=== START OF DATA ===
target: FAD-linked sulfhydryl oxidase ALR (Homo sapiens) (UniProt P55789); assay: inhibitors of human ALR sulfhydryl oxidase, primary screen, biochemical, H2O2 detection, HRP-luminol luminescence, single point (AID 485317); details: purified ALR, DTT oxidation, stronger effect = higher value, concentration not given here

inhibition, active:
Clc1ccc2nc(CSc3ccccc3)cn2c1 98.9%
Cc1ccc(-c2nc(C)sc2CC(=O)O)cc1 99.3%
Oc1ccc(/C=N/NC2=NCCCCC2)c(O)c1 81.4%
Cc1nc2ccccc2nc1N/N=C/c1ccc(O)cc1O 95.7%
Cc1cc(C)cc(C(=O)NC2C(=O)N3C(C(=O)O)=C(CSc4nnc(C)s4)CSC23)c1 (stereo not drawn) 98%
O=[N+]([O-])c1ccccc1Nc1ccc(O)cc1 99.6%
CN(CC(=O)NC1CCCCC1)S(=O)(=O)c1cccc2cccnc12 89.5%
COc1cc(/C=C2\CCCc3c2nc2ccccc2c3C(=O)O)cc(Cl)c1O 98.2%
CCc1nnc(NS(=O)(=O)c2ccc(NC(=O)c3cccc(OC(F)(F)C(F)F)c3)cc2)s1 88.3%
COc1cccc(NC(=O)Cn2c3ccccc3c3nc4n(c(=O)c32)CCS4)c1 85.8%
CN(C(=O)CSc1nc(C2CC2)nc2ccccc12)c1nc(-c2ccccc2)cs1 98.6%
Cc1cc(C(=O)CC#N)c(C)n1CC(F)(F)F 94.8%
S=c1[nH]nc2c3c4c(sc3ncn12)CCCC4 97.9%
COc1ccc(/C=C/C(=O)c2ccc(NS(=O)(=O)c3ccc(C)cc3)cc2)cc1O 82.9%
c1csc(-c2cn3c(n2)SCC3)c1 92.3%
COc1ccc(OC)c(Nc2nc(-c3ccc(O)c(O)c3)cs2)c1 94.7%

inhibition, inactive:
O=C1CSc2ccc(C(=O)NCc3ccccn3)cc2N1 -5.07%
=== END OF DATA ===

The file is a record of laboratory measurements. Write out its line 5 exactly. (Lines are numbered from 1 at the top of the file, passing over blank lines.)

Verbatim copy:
Oc1ccc(/C=N/NC2=NCCCCC2)c(O)c1 81.4%